Kohl said that he explained how he obtained the doping product, "and I am surely not the only one, who has got CERA in this way." This explanation "could be very worthwhile and helpful," but that wasn't acknowledged, he said.
He believes the agency made the decision too fast after the hearing – within a half an hour, but the anti-doping agency had previously reviewed the case details.
"He didn't name us any names, who helped him, so the punishment was clear," said Gernot Schaar, head of the anti-doping legal committee, to APA. He plans to send a copy of the hearing's transcript to public prosecutors. "Kohl gave information, which could lead to names being found out, with the appropriate research." (SW)
Luxembourg anti-doping agency schedules Schleck hearing
The Luxemburger National Anti-Doping Agency (ALAD) scheduled a session for December 9 to further discuss Fränk Schleck's case. The agency did not indicate whether the CSC Saxo Bank rider would attend, or whether it would announce a decision.
Schleck, 28, admitted to paying €6,991.91 to a Swiss bank account belonging to Doctor Eufemiano Fuentes, centre of the Operación Puerto investigation. He denied any doping connection and said that the payment was for training plans, but that he broke off the contact before receiving any instruction. (SW)
Gesink and Vos Dutch cyclists of the year
Robert Gesink and Marianne Vos were named Dutch Cyclists of the year on Monday. Members of the Club 48 cycling club and the readers of Wieler Magazine voted for the awards.
Gesink, of Team Rabobank, finished top-ten in the Vuelta a España, the Olympic time trial race, the Olympic road race and the World Championship road race. He finished fourth overall in Paris-Nice after wearing the leader's jersey for two stages. The 22-year-old beat Lars Boom, who won last year, and Steven de Jongh for the title.
Vos won the title for the third year in a row, this time ahead of Willy Kanis and Suzanne de Goede. The 21-year-old with Team DSB Bank won 23 races this season. She also finished second in the World's road race.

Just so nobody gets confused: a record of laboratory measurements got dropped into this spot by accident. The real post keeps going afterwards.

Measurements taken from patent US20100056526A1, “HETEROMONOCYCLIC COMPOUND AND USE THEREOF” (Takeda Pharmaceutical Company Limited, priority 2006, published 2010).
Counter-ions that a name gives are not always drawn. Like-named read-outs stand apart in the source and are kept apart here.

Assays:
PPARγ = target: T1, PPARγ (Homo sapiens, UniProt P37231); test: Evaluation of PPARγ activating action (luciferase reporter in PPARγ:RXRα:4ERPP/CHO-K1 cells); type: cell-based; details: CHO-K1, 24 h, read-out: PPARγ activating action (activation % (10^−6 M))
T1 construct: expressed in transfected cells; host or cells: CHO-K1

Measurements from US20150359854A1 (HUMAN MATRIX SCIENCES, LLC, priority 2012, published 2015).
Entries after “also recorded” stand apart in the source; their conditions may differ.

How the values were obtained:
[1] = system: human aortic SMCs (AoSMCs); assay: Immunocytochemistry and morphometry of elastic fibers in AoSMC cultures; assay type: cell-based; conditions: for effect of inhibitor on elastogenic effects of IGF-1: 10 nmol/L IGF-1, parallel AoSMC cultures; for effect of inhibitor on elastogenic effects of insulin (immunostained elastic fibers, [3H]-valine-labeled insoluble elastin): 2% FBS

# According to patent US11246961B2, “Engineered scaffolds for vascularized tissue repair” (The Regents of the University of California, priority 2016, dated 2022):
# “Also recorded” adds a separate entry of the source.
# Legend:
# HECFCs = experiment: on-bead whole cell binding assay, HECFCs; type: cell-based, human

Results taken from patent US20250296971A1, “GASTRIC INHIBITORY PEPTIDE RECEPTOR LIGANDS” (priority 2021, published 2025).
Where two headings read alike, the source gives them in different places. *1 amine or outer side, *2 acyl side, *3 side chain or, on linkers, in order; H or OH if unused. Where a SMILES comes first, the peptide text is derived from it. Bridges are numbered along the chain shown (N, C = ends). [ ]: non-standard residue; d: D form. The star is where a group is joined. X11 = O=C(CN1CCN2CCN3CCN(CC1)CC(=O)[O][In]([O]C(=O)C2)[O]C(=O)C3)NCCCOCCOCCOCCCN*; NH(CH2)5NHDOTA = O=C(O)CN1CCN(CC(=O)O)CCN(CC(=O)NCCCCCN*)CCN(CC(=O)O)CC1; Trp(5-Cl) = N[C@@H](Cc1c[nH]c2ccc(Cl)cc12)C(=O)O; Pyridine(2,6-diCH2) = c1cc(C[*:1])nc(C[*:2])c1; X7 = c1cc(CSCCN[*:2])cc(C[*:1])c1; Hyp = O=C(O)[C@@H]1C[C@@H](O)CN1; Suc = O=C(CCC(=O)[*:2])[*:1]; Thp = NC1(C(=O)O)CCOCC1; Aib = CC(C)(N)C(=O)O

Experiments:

Coen Vermeltfoort, 20, was named best young rider. His eight wins on the season included the Paris-Roubaix Espoirs. (SW)
Italy's anti-doping prosecutor meets with Priamo
Matteo Priamo of Team CSF Group met with the Italian Olympic Committee (CONI) anti-doping prosecutor, Ettore Torri, yesterday in Rome. The two discussed the claims made by former teammate Emanuele Sella and products found at the riders home.
It was the second time Priamo, 26, has met with Torri. Sella named the winner of Giro d'Italia stage six as the supplier of his EPO during his hearing with CONI's prosecutors. Yesterday, the focus was on the products found at Priamo's home – cream and other anabolic steroid based pharmaceuticals – according to La Gazzetta dello Sport. Priamo claims they belong to his mother, who was present at the meeting.
CONI is expected to deliver its recommended suspension for Priamo next week. It recommended a one-year suspension for Sella earlier this month; the sanction will be handed down by Italy's anti-doping tribunal December 1.
Ciolek and Wrolich prepare, Krauss searches
Gerald Ciolek and Peter Wrolich are going to opposite climates to train for their first season with Team Milram, while their former teammate Sven Krauss is still looking for a new team.
Ciolek, 22, took a two-week vacation in the Philippines and Thailand before starting his training. He was home in Germany for a few weeks, where he concentrated on jogging, inline-skating and the gym, according to his personal website. On Saturday he flew to Austria for two weeks for base condition training, including cross-country skiing. He will meet a number of his new teammates, including former Team Columbia teammate, Linus Gerdemann.
Gerolsteiner's "Paco" Wrolich, 34, took five weeks off after the season. Instead of the Alps, he selected the sun and warmth of South Africa for his training. Last year he didn't even take a full week off, he noted on his website. "It is going well, but the start is always difficult," he said.
Team Milram will hold its first training camp in Mallorca, Spain, next month.
Wrolich's former Gerolsteiner teammate, Sven Krauss, is still searching for a new team. He would like to stay in the sport for a few more years, the 25-year-old said on his website, but it is not easy to find a team. He had no luck with the ProTour teams and is now in contact with a few Professional Continental teams, but he is pessimistic about finding something. (SW)
(Additional editorial assistance by Susan Westemeyer.)
(All rights reserved/Copyright Future Publishing (Overseas) Limited 2008)